Shock news! Content marketing has a hidden agenda

Sonja Jefferson

Content marketing unmasked

Have you heard the rumour? We hardly dare say it but …. shhhh….come a little closer, we’ll whisper it quietly…‘content marketing’ is just a front!’

We think it’s time to strip away the mask of marketing jargon and reveal content marketing’s true identity. For this is the foot soldier of a far wider-reaching business campaign– and it’s a very, very exciting one for a company like yours.

Here’s the secret agenda that we think content marketing has been hiding for too long, and why we should all be proud to be part of this particular revolution.

More than a marketing technique

Content marketing has touched down like a hurricane sweeping through marketing land; devastating old thinking, laying waste to the faceless mass email spew out, putting a halt to interruptive techniques like cold calling and waging war with spam. Extraordinary victories, you must admit, certainly worthy of a medal or two!

But ‘content marketing’ is a funny term isn’t it – a bit cold, clinical and joyless. Some people have seized on it as a technique, like the SEO of old that can be applied and manipulated in an attempt to boost page views and create engagement.

We know it’s not just a marketing technique because it just won’t work if you apply it like that. It’s not something you can bolt on. You can’t just yell ‘bring me content marketing!’ then lie back and wait for the magic to work. It just doesn’t happen like that.

People come to ask for our help in making content marketing work for their businesses. We warn them that to get success the work goes very deep – turning old structures upside down, and involving many more people than just your marketing team.  No small task and not for the fainthearted.

The real truth

The real truth we see? Content marketing is just a cover, a front for a new way of doing business: customer-focused business. It’s changing businesses by stealth to do right by their customers – that’s its true agenda.

Now people have been waxing lyrical about customer-focused business for decades but we haven’t seen much evidence of this until now. Marketing is leading the revolution. Content marketing is forcing businesses to turn themselves inside out – from thinking of themselves first, to thinking about providing true value to their customers.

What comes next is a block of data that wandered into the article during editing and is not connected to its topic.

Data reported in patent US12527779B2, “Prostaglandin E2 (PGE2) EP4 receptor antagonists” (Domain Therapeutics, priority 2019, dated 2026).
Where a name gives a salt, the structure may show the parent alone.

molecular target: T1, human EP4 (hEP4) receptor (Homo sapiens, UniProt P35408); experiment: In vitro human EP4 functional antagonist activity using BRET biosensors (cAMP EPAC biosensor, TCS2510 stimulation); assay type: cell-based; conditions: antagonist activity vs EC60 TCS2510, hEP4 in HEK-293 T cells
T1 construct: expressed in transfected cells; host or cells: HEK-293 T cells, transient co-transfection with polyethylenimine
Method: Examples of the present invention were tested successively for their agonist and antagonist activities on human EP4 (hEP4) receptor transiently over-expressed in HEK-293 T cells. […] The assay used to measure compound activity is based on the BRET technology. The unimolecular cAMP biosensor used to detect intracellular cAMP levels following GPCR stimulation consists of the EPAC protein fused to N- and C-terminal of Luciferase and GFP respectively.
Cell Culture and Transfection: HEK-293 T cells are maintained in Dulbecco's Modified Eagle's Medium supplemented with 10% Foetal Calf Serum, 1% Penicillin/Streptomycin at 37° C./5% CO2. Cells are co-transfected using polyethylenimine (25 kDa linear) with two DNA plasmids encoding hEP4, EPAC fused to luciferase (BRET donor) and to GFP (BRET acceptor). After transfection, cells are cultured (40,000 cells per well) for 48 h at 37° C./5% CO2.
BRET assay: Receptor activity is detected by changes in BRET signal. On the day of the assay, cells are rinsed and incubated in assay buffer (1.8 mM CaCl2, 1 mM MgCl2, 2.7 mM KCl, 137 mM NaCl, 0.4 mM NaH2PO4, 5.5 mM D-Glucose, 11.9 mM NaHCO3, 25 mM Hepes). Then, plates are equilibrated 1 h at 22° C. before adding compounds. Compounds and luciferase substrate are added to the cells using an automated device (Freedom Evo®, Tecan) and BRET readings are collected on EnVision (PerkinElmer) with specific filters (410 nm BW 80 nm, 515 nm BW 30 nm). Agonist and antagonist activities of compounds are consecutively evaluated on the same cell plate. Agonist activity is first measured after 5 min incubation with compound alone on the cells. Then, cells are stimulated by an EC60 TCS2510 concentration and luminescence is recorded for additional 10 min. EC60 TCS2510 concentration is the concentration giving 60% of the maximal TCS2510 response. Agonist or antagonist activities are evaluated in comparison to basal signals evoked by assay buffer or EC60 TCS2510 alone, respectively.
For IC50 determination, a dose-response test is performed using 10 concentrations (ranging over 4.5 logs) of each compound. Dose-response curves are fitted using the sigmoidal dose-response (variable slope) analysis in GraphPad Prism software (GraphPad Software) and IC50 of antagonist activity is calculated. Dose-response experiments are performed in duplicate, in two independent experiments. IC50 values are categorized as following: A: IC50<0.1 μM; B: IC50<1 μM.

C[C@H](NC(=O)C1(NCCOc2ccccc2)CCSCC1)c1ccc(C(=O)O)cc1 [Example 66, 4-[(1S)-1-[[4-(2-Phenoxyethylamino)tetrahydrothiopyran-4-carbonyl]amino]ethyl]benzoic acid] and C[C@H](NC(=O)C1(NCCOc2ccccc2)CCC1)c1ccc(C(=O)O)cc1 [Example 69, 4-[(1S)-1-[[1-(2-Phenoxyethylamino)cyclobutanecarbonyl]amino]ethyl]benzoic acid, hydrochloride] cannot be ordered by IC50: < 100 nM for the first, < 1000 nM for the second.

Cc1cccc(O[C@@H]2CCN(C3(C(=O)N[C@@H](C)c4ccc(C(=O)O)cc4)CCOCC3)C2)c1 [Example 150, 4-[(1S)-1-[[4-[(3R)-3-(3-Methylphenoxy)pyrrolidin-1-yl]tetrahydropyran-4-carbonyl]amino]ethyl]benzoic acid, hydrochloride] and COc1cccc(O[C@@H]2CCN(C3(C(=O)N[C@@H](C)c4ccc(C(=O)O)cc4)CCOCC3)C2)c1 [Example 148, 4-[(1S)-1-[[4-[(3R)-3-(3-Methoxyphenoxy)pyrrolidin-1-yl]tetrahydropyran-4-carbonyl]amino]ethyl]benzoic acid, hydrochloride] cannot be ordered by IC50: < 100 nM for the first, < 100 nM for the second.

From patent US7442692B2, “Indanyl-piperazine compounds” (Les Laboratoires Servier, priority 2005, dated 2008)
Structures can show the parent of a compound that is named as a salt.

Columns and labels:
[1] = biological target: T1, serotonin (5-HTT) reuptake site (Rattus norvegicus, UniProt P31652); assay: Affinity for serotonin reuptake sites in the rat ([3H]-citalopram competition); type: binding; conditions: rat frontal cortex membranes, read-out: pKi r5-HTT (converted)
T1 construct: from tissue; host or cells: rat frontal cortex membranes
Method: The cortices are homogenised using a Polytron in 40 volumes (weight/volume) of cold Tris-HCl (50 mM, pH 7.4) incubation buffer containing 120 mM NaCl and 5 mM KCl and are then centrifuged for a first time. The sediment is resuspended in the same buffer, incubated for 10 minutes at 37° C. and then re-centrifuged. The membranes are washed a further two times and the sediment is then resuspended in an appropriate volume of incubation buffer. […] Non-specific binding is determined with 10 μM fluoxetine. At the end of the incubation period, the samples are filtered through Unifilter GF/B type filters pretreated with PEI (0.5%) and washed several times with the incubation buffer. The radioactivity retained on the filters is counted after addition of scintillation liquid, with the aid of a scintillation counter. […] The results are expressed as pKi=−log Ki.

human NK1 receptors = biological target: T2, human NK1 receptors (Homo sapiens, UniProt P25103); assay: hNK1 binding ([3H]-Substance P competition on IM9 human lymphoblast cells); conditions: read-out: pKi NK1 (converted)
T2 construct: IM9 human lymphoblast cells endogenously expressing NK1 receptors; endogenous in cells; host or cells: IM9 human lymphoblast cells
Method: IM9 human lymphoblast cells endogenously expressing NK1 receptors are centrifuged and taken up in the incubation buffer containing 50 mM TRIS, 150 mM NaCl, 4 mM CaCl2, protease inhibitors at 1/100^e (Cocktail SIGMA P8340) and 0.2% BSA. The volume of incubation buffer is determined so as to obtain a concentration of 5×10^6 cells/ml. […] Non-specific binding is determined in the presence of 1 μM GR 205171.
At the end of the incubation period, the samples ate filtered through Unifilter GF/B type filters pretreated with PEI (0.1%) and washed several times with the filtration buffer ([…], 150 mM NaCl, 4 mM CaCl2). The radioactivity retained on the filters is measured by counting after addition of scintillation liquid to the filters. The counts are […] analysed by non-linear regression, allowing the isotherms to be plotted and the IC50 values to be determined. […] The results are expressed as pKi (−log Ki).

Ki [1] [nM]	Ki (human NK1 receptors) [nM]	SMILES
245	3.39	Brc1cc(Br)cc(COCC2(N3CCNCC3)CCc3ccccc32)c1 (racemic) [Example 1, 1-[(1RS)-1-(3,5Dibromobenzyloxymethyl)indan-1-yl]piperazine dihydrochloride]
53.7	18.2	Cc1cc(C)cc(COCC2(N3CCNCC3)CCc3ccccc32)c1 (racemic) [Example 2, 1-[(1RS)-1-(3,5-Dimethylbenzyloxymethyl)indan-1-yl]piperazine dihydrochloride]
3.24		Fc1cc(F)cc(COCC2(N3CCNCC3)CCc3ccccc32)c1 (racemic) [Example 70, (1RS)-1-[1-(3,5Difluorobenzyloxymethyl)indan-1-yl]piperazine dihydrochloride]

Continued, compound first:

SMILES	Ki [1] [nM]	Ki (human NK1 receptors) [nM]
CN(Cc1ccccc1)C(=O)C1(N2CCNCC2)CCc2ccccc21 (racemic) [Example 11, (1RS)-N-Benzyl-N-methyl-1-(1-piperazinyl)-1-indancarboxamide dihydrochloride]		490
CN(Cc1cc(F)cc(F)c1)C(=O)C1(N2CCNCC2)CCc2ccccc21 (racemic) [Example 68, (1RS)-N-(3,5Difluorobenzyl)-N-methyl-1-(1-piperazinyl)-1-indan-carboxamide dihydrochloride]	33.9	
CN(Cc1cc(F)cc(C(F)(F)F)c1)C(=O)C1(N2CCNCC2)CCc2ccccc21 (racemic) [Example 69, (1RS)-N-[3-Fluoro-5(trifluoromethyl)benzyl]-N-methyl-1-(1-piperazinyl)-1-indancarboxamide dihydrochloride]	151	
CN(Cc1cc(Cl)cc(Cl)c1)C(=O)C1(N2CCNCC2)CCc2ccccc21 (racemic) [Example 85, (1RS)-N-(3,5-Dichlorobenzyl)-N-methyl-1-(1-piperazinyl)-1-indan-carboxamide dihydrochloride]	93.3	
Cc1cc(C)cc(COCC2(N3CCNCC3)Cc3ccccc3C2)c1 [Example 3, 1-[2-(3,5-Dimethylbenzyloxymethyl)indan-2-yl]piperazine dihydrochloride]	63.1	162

We love what it stands for

So like many people we’re lukewarm on the term. But what it stands for – that’s what we love.

Content marketing stands for human business; business that delivers some value to the world, whether or not people buy from you; it’s about connecting people to people – delivering the early promises of the web; helping, not selling; business with a wider purpose – and we are right behind all that.

For in reality, it only works if you care.

Prepare yourself for big change

So if you want to make content marketing work for your business? Prepare yourself for BIG CHANGE. This is not the latest marketing fad; it’s the spearhead of a revolution in business practice.

That’s why we love it.

Are you with us?

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[This post was first published as a newsletter for Valuable Content email subscribers. It got such a lovely response we thought we’d share it more widely. If you’re a member of our newsletter list we hope you enjoy Lizzie’s illustration.]

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  1. Avatar

    Thanks for the concise take on current content marketing theory. I absolutely agree that content maketing is – at its core – about catering to your audience’s and/or potential customers’ needs. Especially your last point about “connecting people” is in my opinion the most significant aspect of content marketing right now and in the years to come.

  2. Avatar

    Hi Stefanie – and thank you. Good to hear you’ve noticed this too.

    What we’re seeing is that a shift in customer behaviour and attitude has forged a change in marketing behaviour: valuable content-centred marketing has become the approach that works best. But to make this content marketing work the business really has to get behind it – wider than marketing it takes alignment in leadership, service and sales. Making that work necessitates organisational change in many cases – breaking down internally-focused silos and attitudes far beyond the marketing department.

    I find that really fascinating.


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